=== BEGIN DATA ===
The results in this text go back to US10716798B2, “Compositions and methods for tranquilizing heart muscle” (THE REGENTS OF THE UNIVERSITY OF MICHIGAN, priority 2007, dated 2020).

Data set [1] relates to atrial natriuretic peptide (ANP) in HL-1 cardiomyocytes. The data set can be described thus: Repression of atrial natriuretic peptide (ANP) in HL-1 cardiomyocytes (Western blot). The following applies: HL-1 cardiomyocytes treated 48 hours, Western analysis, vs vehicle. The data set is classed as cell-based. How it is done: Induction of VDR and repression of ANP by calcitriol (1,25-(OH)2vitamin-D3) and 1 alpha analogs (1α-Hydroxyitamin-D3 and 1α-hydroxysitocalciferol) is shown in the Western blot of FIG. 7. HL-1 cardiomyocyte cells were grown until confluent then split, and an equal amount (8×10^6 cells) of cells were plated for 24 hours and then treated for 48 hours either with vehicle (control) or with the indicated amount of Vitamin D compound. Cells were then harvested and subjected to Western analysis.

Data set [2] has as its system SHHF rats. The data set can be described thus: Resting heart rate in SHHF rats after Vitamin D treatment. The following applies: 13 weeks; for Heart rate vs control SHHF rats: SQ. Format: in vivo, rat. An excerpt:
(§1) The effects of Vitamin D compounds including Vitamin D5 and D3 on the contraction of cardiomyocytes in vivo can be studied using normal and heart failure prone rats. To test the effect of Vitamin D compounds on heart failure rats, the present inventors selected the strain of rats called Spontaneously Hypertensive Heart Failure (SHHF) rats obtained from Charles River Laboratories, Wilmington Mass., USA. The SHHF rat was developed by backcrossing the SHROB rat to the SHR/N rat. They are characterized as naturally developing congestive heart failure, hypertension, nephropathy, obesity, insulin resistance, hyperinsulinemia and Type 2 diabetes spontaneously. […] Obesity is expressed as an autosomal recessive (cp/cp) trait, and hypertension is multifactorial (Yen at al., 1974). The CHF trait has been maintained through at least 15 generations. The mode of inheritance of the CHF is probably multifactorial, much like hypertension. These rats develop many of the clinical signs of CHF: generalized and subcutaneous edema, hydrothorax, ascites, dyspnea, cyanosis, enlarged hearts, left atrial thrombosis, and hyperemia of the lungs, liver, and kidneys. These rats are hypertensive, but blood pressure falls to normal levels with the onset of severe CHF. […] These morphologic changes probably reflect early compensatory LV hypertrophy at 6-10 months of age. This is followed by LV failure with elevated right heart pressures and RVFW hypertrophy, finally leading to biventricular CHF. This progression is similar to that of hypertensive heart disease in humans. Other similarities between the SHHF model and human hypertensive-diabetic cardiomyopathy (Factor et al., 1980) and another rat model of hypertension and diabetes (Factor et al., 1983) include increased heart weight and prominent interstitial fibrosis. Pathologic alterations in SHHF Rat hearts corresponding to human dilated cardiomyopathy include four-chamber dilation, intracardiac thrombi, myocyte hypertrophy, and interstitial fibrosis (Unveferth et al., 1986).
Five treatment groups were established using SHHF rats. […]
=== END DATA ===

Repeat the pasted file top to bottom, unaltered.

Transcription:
The results in this text go back to US10716798B2, “Compositions and methods for tranquilizing heart muscle” (THE REGENTS OF THE UNIVERSITY OF MICHIGAN, priority 2007, dated 2020).

Data set [1] relates to atrial natriuretic peptide (ANP) in HL-1 cardiomyocytes. The data set can be described thus: Repression of atrial natriuretic peptide (ANP) in HL-1 cardiomyocytes (Western blot). The following applies: HL-1 cardiomyocytes treated 48 hours, Western analysis, vs vehicle. The data set is classed as cell-based. How it is done: Induction of VDR and repression of ANP by calcitriol (1,25-(OH)2vitamin-D3) and 1 alpha analogs (1α-Hydroxyitamin-D3 and 1α-hydroxysitocalciferol) is shown in the Western blot of FIG. 7. HL-1 cardiomyocyte cells were grown until confluent then split, and an equal amount (8×10^6 cells) of cells were plated for 24 hours and then treated for 48 hours either with vehicle (control) or with the indicated amount of Vitamin D compound. Cells were then harvested and subjected to Western analysis.

Data set [2] has as its system SHHF rats. The data set can be described thus: Resting heart rate in SHHF rats after Vitamin D treatment. The following applies: 13 weeks; for Heart rate vs control SHHF rats: SQ. Format: in vivo, rat. An excerpt:
(§1) The effects of Vitamin D compounds including Vitamin D5 and D3 on the contraction of cardiomyocytes in vivo can be studied using normal and heart failure prone rats. To test the effect of Vitamin D compounds on heart failure rats, the present inventors selected the strain of rats called Spontaneously Hypertensive Heart Failure (SHHF) rats obtained from Charles River Laboratories, Wilmington Mass., USA. The SHHF rat was developed by backcrossing the SHROB rat to the SHR/N rat. They are characterized as naturally developing congestive heart failure, hypertension, nephropathy, obesity, insulin resistance, hyperinsulinemia and Type 2 diabetes spontaneously. […] Obesity is expressed as an autosomal recessive (cp/cp) trait, and hypertension is multifactorial (Yen at al., 1974). The CHF trait has been maintained through at least 15 generations. The mode of inheritance of the CHF is probably multifactorial, much like hypertension. These rats develop many of the clinical signs of CHF: generalized and subcutaneous edema, hydrothorax, ascites, dyspnea, cyanosis, enlarged hearts, left atrial thrombosis, and hyperemia of the lungs, liver, and kidneys. These rats are hypertensive, but blood pressure falls to normal levels with the onset of severe CHF. […] These morphologic changes probably reflect early compensatory LV hypertrophy at 6-10 months of age. This is followed by LV failure with elevated right heart pressures and RVFW hypertrophy, finally leading to biventricular CHF. This progression is similar to that of hypertensive heart disease in humans. Other similarities between the SHHF model and human hypertensive-diabetic cardiomyopathy (Factor et al., 1980) and another rat model of hypertension and diabetes (Factor et al., 1983) include increased heart weight and prominent interstitial fibrosis. Pathologic alterations in SHHF Rat hearts corresponding to human dilated cardiomyopathy include four-chamber dilation, intracardiac thrombi, myocyte hypertrophy, and interstitial fibrosis (Unveferth et al., 1986).
Five treatment groups were established using SHHF rats. […]